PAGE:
We’re off and running for another year of rapid evolution in the mobile space, and I'm expecting to see a lot of disruption in mobile tariff pricing.
Here are the 5 key mobile pricing trends I’m expecting to play out in the UK and other mature mobile markets during 2013.
1. Tariffs based on data ladders, not voice ladders
We’ve already seen this trend emerge in the UK during 2012, with Vodafone and Orange following O2’s lead in offering unlimited voice and text allowances for their flagship smartphone tariffs, then tiering these tariffs via data volume allowances - usually 1GB, 2GB and 3GB options.
I can see this trend continuing in 2013, but with a further stretch of the data tiers, say to 1GB, 5GB and 10GB.
On the other hand, the multitude of tiers for voice tariff allowances will collapse, until consumers are left with only two or three choices for voice allowance - say 300 minutes, 500 minutes or unlimited voice.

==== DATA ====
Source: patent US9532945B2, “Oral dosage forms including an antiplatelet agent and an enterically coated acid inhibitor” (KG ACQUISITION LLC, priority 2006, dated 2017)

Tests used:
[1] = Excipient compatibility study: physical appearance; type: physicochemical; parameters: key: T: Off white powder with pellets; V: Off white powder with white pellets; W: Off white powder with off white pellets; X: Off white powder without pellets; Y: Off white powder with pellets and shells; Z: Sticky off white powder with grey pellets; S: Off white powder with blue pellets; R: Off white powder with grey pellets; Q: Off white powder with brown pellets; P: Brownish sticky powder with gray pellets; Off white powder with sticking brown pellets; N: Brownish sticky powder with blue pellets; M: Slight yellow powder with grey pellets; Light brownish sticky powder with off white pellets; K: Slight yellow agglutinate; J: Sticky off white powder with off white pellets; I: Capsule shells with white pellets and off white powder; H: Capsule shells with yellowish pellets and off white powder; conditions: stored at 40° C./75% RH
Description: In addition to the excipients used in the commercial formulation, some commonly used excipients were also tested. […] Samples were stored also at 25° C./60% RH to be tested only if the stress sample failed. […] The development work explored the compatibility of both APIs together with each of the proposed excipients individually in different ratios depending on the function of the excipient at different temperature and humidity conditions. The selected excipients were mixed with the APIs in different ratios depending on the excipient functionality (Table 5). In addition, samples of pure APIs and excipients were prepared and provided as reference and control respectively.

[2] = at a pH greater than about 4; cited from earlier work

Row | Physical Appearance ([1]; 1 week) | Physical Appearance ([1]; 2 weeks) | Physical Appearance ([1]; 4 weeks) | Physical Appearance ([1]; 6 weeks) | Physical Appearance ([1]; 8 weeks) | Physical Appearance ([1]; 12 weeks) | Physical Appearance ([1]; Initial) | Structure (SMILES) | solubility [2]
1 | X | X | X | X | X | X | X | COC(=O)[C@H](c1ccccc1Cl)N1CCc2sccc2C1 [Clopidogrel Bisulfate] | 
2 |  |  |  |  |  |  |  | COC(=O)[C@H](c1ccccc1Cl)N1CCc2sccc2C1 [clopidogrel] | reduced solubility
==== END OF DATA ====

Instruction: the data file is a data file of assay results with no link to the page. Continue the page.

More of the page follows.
2. Withdrawal of unlimited data tariffs
Three, T-Mobile and Orange are the only main operators still offering unlimited data tariffs. Three have been very successful with their unlimited data “The One Plan” tariff plans, which has allowed them to grow their UK market share significantly over recent years (as covered in a past post Tariff Wars).
I’d argue that T-Mobile only offer unlimited data tariffs because they feel threatened by Three, and Orange only do so to match their sister EE company T-Mobile.
Vodafone and O2 firmly refuse to offer unlimited data tariffs, and no doubt wish market-leader-by-volume EE via their Orange and T-Mobile sub-brands would adopt the same stance. There is a need for UK network operators to start rebuilding operating margin into tariffs via data tiers, but this process is hampered by the continued availability of unlimited data tariffs in the UK market.
Unlimited data is a double-edged sword for Three. It has allowed the network to dramatically grow their market share, but it also must be putting a very heavy load on the network, as Three has become the mobile network of choice for very heavy data users.